• 228 Computer Science & Information Technology (CS & IT) get n2 = (2, 1 + 3) = (2, 4) . If n1 = (1, 2) , we obtain n2 = (1 + 3, 2) = (4, 2) . Suppose n1 = (2, 2) , we can infer n2 = n1 = (2, 2) . To guarantee that we can retrieve the exact watermark bit, we shall keep the case of n2 = n1 . Note that the shifting procedure is rotation-based. Once the shift distance runs over the bound, it continues from the opposite. Let us check the scenario in Figure. 3(b). If n1 = (3, 1) , we have n2 = (3 + 3 − 5, 1+3) = (1, 4) . As to the setting of distance s , it should be around  length of side    . The settings of a large s and a small s will result in the same situation that 2   n2 will be close to n1 ; thus leading to a similar logo from two different host images. (a) (b) Figure. 3 The selection of pixel position 2.2 The embedding procedure Assume that the size of host image O is N × N pixels, each pixel is denoted as pi j for 0 ≤ i, j < N , and that of the watermark image W is M × M pixels. The flowchart of the embedding phase is shown in Figure. 4, and the details are given in the following. Here, we define two secret keys K w and K p . K w is used to decide the order of processed watermark bit, while K p is adopted to determine the embedding position in the original image. Step1. Randomly select a watermark bit wh from the watermark image W according to K w , for 0 ≤ h ≤ M × M . Set v = 1 , where v is the number of vote. Step2. Apply K p to PRNG to find the first pixel n1 . Accordingly, we can obtain the second n2 by Eq. (1). Step3. Get parameter f by Eq. (2). 1 n1 ≥ n2 f = 0 n1 < n2 (2) f and wh to XNOR operation (see Table 1) to obtain an rm , for m = 1, 2, to h × 3 . Record all the outcomes as a secret key. Step4. Input
  • Computer Science & Information Technology (CS & IT) 229 Step5. In case v < 3 , set v = v + 1 and repeat Steps 2 to 5. Repeat Steps 1 to 5 till all the watermark bits are embedded. Figure. 4 The flowchart of watermark embedding Table 1. XNOR operation f wh rm = f ⊕ wh 0 0 1 0 1 0 1 0 0 1 1 1 2.3 Watermark extracting procedure Figure. 5 illustrates the flowchart of watermark extracting. The detail of the procedure is given as follows. Step1. Set v = 1 . Step2. Decide the position of target watermark bit wh according to K w , where 0 ≤ h ≤ M × M . Employ K p to PRNG to find the corresponding pixel n1 . Accordingly, we can shift n1 to obtain the second pixel n2 by Eq. (1). Step3. Compute f value according to Eq. (2). Step4. Extract a corresponding secret bit from rm , where m = 1, 2, to h × 3 . Apply XNOR operation to rm and f to obtain t x , for x = 1, 2, 3. Keep t x in a temporary register. Step5. If v < 3 , perform v = v + 1 and repeat Steps 2 to 5. Otherwise, apply the voting strategy to t1 , t2 and t3 to determine wh . Step6. Repeat Steps 1 to 5 until all the watermark bits are retrieved.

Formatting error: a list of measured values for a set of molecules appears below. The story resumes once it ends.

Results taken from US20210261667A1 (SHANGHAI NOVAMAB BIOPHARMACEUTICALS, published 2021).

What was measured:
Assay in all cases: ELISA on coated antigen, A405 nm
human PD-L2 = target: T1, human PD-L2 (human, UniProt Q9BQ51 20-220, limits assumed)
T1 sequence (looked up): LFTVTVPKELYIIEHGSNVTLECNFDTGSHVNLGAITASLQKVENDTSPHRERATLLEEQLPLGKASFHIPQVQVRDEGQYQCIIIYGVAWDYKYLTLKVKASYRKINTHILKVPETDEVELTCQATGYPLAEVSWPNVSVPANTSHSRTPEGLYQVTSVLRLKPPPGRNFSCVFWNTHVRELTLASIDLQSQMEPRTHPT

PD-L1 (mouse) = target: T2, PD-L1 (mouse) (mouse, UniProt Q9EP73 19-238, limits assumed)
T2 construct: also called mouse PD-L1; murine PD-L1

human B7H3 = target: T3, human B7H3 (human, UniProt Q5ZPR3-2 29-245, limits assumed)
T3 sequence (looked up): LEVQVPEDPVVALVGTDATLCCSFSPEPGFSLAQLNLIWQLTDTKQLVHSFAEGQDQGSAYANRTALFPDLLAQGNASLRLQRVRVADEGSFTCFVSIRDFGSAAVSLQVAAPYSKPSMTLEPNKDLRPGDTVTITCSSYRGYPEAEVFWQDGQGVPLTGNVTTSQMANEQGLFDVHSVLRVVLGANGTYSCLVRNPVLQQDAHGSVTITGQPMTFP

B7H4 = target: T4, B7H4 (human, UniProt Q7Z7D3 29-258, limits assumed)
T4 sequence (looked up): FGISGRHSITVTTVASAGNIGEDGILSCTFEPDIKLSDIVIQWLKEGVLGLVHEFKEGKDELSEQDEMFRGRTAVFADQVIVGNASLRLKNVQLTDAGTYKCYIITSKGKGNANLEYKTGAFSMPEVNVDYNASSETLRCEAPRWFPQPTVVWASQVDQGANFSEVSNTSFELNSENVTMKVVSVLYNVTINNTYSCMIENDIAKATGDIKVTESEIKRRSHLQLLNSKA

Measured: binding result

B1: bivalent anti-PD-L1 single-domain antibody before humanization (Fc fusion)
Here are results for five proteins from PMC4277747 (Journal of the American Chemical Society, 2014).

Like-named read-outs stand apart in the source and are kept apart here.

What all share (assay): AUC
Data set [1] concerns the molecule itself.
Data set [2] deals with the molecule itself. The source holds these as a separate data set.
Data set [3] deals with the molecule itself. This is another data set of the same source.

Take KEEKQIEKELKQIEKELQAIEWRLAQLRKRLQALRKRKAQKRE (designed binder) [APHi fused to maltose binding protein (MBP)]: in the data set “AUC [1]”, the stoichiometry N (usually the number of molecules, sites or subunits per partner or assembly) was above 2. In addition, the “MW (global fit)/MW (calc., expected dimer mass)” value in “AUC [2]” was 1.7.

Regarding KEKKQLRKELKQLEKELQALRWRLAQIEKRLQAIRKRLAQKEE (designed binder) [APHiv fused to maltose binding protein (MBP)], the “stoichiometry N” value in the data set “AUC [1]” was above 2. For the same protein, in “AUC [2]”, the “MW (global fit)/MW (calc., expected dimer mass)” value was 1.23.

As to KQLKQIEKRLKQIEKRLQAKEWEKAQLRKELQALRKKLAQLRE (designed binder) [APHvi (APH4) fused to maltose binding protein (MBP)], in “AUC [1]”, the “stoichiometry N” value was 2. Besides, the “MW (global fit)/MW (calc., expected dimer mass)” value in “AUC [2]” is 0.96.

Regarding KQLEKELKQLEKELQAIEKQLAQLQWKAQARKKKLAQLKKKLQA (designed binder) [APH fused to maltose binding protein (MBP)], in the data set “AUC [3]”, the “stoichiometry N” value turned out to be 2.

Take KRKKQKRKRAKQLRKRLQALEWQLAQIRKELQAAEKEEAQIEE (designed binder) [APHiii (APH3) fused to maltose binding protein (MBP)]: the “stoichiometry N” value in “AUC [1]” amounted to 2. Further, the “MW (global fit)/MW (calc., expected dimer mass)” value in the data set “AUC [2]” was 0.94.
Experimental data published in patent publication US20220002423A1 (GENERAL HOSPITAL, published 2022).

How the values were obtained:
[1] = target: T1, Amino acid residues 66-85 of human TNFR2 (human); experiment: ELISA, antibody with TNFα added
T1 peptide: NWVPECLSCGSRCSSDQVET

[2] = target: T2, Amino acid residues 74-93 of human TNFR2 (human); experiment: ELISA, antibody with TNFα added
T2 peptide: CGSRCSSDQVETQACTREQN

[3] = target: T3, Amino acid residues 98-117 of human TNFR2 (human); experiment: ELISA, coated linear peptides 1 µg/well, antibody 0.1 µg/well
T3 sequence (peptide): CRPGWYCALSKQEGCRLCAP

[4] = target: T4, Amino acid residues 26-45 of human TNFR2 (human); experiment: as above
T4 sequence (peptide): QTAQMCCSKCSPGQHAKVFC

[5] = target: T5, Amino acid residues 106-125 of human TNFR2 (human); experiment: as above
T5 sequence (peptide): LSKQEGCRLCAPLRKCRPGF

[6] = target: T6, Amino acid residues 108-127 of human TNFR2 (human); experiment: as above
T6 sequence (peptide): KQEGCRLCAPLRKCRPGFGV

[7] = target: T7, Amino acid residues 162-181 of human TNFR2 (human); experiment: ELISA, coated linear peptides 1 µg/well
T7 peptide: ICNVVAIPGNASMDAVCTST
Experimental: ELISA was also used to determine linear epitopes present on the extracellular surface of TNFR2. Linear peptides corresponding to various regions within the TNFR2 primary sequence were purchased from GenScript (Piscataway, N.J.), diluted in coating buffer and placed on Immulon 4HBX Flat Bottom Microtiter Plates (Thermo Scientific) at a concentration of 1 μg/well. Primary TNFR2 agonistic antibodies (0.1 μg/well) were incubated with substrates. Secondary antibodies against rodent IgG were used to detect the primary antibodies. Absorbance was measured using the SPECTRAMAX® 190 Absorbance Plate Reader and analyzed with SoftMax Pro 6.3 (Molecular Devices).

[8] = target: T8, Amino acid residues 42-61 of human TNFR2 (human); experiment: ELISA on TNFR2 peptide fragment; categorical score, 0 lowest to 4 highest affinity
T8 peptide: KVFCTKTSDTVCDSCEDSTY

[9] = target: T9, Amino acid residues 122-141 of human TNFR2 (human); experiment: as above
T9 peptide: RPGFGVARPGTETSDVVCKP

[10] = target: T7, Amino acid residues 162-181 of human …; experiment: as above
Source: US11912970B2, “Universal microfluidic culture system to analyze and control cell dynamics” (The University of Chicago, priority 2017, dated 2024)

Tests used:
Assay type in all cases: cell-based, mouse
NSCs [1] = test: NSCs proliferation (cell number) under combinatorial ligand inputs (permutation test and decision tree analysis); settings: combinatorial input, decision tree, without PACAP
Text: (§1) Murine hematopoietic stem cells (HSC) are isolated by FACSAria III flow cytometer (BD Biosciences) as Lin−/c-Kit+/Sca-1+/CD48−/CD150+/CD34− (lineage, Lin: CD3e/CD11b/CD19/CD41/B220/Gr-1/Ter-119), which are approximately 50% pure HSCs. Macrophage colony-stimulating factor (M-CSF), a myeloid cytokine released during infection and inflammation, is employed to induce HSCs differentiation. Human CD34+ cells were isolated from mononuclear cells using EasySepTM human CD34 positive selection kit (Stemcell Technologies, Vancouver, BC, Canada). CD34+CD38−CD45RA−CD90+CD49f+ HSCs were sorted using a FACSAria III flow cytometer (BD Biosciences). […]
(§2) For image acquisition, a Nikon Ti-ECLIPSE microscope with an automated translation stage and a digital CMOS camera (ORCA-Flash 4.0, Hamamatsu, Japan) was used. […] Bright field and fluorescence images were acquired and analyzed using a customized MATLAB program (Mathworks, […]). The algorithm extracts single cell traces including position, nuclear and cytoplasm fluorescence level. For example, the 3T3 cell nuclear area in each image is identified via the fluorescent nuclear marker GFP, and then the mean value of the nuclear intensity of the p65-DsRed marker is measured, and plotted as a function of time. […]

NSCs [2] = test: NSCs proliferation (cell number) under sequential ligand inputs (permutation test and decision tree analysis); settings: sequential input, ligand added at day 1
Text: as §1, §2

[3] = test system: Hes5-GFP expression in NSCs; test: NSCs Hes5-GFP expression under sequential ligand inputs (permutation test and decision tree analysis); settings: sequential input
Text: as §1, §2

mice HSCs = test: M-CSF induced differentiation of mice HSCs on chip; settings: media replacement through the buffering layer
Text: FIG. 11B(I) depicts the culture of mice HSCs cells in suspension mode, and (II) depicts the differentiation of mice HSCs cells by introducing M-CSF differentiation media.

• 230 Computer Science & Information Technology (CS & IT) Figure. 5 The flowchart of extraction process 3. EXPERIMENTAL RESULTS In this section, we employed JAVA to conduct all simulations to prove the practicability and robustness of the proposed scheme, including common image processing operations and attacks. Furthermore, we simulated several related works and compared the results with ours to highlight superiority. In Lin et al.’s method [8], the modulus M is set as 18 and the quality factor f = 0.3. In Lai’s method [7], the threshold is tuned as 0.04. To obtain a better result in Run et al.’s method [12], the essential parameters are defined as T = 10 , β = 150 , γ = 1.5 , and α = 0.95 . Tools for simulating image processing operations and attacks include JAVA and Photoshop CS2. Simulation types and settings are introduced as follows. 1. Noise: Apply the Photoshop to add Gauss noise by 0.5% to 5%. 2. Blurring: Apply the Photoshop to perform Gauss blurring with the radius from one to five pixels. 3. Cropping: Use JAVA to simulate the cropping processing, including the inside cropping and the outside cropping. The inside cropping mainly concerns the object such as human faces, while the outside one focuses on removing the suburb of the image by 25%, which may destroy the reference information of watermark retrieval. 4. JPEG compression: Employ JAVA API to simulate the lossy compression according to the standard JPEG algorithm. The compression quality ranges from 30% to 90%. In order to accurately evaluate image quality, aside from the human vision perception, we utilized the Peak Signal to Noise Ratio (PSNR) which is defined as Eq. (3). PSNR (dB ) = 10 log10 ( 2552 × H × W ), H W ˆ 2 ∑ i =1 ∑ j =1 ( xij − xij ) (3) where H and W are the height and width of the image, respectively, xij is the original image pixel ˆ value at coordinate (i, j ) , and xij is the camouflage image pixel value at coordinate (i, j ) . Moreover, the Normalized Correlation (NC) value which is defined as Eq. (4) is introduced to measure the similarity between the original watermark image and the extracted one, and NC = [0, 1]. The similarity between two images is higher if the value gets closer to 1. NC = h w ˆ ∑ i =1 ∑ j =1 ( wij × wij ) , h w ∑ i =1 ∑ j =1 ( wij × wij ) (4)